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In the Beginning

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When Tara Farrier returns to the UK after a long spell as an aid worker in war-torn Yemen, she’s hoping for a well-deserved rest.

But a cultural battleground has emerged while she’s been away, and she’s unprepared for the sensitivities of her new colleagues at an international thinktank.


A throwaway reference to volcanic activity millions of years ago gets her into hot water and she discovers she belongs to the group reviled by fashionable activists as ‘Young Earth Rejecting Fascists’, or ‘Yerfs’. Faster than she can say ‘Tyrannosaurus Rex’, she is at the centre of a gruelling legal drama.

In the keenly awaited follow-up to his acclaimed The End of the World is Flat, Simon Edge stabs once again at modern crank beliefs and herd behaviour with stiletto-sharp satire.

‘Completely absurd yet painfully accurate. Brilliantly parodies a fiasco that already seems beyond parody’

Victoria Smith, author of Hags

‘Simon Edge is the wickedest of satirists, and never funnier than when skewering transgender activism and credulity’

Amanda Craig


‘Hilarious, horrifying and deliciously perverse – In the Beginning captures the modern world and shines a bright light at its imperfections’

Christina Dalcher, author of Vox

‘In his nifty satire, Simon Edge has created a fictional popular lunacy – saying that Earth is millions of years old is offensive – to expose exactly how such human madnesses occur’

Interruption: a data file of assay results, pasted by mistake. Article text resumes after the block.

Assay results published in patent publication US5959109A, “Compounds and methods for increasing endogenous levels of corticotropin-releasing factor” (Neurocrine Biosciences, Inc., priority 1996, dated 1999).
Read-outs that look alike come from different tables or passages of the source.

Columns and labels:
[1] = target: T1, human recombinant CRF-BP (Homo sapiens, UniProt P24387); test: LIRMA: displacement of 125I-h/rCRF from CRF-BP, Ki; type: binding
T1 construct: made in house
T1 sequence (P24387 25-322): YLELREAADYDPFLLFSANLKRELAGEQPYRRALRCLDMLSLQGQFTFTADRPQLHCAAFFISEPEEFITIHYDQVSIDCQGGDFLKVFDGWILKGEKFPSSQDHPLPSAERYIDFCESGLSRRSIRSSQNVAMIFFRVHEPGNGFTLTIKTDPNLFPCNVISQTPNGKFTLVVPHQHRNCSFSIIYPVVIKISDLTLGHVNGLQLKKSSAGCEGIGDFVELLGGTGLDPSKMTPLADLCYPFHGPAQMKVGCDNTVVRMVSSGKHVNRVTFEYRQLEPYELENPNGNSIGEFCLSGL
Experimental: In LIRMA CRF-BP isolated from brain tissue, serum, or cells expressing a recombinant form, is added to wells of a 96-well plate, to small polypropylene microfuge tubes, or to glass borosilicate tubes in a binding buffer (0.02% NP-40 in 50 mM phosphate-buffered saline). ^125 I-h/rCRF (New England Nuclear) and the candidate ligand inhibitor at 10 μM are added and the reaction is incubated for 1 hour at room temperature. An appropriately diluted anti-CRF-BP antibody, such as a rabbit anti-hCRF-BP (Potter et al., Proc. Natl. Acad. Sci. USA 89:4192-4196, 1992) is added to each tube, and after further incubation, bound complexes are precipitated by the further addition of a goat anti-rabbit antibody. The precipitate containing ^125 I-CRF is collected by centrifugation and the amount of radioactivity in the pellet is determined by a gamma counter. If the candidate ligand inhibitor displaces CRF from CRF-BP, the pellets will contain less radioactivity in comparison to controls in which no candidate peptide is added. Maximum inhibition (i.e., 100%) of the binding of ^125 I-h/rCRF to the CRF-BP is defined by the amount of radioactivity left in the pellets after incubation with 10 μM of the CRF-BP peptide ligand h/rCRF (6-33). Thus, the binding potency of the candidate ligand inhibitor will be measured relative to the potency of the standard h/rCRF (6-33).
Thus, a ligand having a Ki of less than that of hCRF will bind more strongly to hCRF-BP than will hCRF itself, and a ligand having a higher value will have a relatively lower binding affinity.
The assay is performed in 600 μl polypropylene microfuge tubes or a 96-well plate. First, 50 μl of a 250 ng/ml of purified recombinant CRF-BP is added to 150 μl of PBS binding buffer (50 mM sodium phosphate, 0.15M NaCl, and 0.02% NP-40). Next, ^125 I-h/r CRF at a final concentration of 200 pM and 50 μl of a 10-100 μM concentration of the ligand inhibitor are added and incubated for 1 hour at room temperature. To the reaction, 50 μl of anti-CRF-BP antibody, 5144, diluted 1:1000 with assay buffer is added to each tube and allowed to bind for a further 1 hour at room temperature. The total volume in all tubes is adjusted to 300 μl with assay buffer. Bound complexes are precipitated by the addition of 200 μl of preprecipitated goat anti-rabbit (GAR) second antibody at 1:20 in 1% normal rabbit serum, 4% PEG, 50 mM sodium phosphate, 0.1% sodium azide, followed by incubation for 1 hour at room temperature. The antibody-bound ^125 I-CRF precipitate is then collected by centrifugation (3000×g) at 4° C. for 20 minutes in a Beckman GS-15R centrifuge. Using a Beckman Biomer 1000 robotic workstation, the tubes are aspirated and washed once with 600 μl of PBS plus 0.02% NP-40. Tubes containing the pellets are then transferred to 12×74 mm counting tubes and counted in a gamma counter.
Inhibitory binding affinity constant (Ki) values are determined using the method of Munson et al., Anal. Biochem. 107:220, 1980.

The Spectator

‘Another richly enjoyable, rapier-sharp lampoon of
cancel culture, witch hunts and the madness of crowds
from the author of The End of the World is Flat

Saga Magazine

‘Brilliant! Totally gripping, perfectly capturing both the absurdity and horror of this madness. I laughed out loud lots and I got quite emotional – with both anger and joy’

Gareth Roberts, author of Gay Shame

‘Funny, clever, and the retelling of the Maya Forstater case in the most astute and hilarious manner. I loved every line’

Julie Bindel

What [Mr Bryan] wants is that his ideas, his interpretations and beliefs should be made mandatory. When Mr Darrow talks of bigotry he talks of that. Bigotry seeks to make opinions and beliefs mandatory

Chicago Tribune on the Scopes Monkey Trial, 17 July 1925

‘Simon Edge is Britain’s leading exponent of Horatian satire. Yes, he likes his characters, but also sees through them – and us, his readers – with pellucid insight’

Helen Dale

‘A pacy satire [which] perfectly exposes the ludicrous views and hollow values held by the globe’s most educated people’

Jo Bartosch, The Critic

‘A cathartic read for anyone still reeling from the absurdities of the gender wars, or any of the other topics in which self-proclaimed progressives attempt to mandate false beliefs. Highly recommended’

Holly Lawford-Smith

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